Recently William Heisel, Senior Communications Officer at the Institute for Health Metrics and Evaluation, interviewed me about the CME industry and the roll of medical education companies. The questions he asked along with my answers were published on his blog under the title: Antidote: New Ways to Investigate Untold Health Stories. There are two parts to the interview.
A key issue that we discussed was how bio-medical education companies insure that their passion is truly put to educational use and not channeled into a much bigger marketing effort. I noted that education companies are not influenced by the ‘big marketing’ efforts because we go out and apply for grants from a variety of sources including government, foundations, and industry.
On another key point, I acknowledged that one of the reasons pharmaceutical and device companies pay for the education portion of CME classes is because it's part of their public health mission. In fact, by offering grants for courses, these companies are trying to make sure that doctors are as up to date as possible. It's the translation of science to medicine. It's taking what's available in science and translating it into the clinical practice.
Regarding bias, I also outlined to Mr. Heisel that that medical education companies resolve bias as a part of their business practices to remain accredited. Most companies have all their information reviewed by an outside independent physician with no ties to industry to look to see if there is any bias.
Medical education companies also use a very strong vetting with their faculty to make sure that if they have a conflict, there is someone else reviewing their content. Some companies even send potential faculty a disclosure form before they are even engaged. Another way medical education companies eliminate bias is by disclosing information before presentations and disclosing information in the handout materials for the live meetings and on the Web.
During the second part of the interview, we took on the issue of how ghostwriting and conflicts of interest are two separate and unrelated issues. Whereas ghostwriting is publishing a paper and using the company to write it, CME does not do that. Rather the doctors who work for medical education companies have no direct contact with those that fund the programs, and most of the time they do not even know what company is funding the work. The doctors who teach CME courses are there to present good science.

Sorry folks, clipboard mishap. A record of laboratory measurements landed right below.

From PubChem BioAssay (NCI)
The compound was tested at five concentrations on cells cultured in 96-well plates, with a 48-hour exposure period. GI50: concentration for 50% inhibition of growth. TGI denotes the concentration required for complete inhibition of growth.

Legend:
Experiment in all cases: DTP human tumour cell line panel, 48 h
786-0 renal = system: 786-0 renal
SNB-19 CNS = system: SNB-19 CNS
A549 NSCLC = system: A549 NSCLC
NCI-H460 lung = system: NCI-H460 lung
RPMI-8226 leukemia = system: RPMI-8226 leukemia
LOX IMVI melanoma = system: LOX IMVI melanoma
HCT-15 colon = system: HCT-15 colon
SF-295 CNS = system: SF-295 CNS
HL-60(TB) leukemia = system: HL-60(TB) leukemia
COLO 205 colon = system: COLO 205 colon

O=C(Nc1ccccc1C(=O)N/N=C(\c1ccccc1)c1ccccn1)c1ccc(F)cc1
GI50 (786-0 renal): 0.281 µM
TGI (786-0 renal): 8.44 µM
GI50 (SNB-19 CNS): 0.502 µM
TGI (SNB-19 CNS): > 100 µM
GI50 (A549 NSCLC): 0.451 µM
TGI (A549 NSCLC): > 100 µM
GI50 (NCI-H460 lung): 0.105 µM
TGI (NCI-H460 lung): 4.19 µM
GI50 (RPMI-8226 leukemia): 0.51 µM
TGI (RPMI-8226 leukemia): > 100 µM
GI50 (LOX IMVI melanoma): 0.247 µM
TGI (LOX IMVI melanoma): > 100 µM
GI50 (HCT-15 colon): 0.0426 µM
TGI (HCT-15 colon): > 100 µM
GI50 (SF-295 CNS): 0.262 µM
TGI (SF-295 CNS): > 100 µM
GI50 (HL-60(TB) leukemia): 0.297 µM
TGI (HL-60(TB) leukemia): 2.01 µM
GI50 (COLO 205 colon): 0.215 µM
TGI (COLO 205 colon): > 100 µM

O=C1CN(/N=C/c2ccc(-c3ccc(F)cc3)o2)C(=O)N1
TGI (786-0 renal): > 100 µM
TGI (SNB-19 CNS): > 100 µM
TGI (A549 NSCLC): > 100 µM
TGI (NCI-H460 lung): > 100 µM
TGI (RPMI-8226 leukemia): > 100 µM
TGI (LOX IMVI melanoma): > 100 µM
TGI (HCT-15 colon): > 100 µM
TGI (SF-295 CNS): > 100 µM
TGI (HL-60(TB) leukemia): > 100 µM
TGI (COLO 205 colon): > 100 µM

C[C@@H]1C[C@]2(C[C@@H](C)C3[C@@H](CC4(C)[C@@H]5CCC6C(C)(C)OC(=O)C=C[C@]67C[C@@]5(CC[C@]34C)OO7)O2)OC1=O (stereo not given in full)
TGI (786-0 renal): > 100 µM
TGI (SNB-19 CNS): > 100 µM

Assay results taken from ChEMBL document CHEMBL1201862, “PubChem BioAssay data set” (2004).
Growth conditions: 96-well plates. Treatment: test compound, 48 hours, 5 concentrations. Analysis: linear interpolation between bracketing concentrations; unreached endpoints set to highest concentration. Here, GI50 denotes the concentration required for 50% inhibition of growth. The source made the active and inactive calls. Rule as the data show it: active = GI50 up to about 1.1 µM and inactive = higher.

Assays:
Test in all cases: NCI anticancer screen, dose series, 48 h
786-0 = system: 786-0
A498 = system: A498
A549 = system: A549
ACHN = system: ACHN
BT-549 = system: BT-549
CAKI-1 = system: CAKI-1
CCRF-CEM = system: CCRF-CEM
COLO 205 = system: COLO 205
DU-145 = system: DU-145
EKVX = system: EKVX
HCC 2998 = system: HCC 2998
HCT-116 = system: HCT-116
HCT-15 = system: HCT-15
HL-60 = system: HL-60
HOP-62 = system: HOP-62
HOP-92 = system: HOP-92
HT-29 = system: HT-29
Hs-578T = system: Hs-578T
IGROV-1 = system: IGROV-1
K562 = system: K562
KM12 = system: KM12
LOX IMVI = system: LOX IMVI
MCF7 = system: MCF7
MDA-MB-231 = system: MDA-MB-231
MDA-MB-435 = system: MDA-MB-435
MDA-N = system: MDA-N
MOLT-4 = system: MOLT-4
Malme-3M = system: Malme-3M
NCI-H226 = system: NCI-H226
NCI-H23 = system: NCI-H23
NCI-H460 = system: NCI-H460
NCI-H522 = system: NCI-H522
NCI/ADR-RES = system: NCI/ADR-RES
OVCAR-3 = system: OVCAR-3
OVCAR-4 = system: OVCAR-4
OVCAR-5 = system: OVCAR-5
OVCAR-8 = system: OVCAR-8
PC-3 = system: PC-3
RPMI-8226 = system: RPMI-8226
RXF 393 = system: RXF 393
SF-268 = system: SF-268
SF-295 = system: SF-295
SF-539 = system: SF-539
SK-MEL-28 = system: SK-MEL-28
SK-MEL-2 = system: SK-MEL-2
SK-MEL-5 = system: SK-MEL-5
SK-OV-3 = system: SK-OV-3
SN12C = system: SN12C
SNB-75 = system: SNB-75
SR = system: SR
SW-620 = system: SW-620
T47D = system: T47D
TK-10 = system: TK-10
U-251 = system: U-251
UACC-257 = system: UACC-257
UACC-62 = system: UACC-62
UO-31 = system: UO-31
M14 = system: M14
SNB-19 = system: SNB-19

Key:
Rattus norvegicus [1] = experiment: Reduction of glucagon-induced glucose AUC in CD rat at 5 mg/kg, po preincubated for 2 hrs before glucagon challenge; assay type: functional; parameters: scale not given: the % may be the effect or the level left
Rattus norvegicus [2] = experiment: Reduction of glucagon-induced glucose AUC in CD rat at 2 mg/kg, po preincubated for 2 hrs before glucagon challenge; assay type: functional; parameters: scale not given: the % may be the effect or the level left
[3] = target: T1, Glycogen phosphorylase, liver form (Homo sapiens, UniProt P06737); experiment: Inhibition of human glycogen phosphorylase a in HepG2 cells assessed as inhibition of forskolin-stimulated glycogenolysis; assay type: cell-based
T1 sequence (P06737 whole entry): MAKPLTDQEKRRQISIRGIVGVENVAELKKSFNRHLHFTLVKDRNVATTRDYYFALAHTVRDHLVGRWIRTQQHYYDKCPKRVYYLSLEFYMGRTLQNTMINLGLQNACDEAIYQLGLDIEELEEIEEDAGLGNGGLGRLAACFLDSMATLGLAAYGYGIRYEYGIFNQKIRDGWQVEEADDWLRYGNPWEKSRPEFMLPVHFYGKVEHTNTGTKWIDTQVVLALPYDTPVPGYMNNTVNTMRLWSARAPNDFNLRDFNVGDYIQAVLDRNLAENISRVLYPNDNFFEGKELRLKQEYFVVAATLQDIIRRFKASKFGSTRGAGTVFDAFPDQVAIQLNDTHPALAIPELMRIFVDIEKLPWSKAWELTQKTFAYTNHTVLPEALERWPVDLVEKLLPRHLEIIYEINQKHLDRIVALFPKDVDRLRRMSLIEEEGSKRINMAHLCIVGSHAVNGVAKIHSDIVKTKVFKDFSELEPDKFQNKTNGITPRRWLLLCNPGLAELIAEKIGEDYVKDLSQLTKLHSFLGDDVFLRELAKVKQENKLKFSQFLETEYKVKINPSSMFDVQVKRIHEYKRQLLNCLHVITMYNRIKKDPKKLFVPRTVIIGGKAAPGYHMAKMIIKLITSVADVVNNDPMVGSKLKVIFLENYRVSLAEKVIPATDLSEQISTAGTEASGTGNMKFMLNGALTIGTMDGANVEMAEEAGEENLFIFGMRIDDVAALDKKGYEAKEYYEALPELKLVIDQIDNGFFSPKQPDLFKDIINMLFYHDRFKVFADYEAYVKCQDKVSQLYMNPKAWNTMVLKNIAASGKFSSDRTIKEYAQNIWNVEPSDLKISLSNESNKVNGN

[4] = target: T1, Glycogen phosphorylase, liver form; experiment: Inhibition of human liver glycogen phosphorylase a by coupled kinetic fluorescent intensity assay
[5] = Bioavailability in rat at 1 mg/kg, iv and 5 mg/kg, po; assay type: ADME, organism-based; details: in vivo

The discussion then focused again on media coverage regarding industry-funded CME. I noted that most coverage has not been fair because journalists do not realize that there is no scheming behind the scenes with drug companies. Instead, CME is very straightforward. Companies choose to educate doctors about a particular topic, and then they apply to grants from foundations, the government and companies to pay for it. While certain companies have been put in the hot seat recently, these cases should not overshadow the convergence of science and industry that has benefited millions of patients and their physicians. I also acknowledged that certified CME companies do not have back and forth drafts with drug companies before a program is held. That is the business of promotional education which is FDA regulated and not accredited.
At the end of the interview I noted that although health care reform is bringing about an uncertain time, doctors are always going to need education, and so there always will be a role for medical education companies. As a result, talking about the issues facing CME and bringing to light the changes that need to be made regarding the perception of bias and industry funding are important first steps to ensure the future of medical education.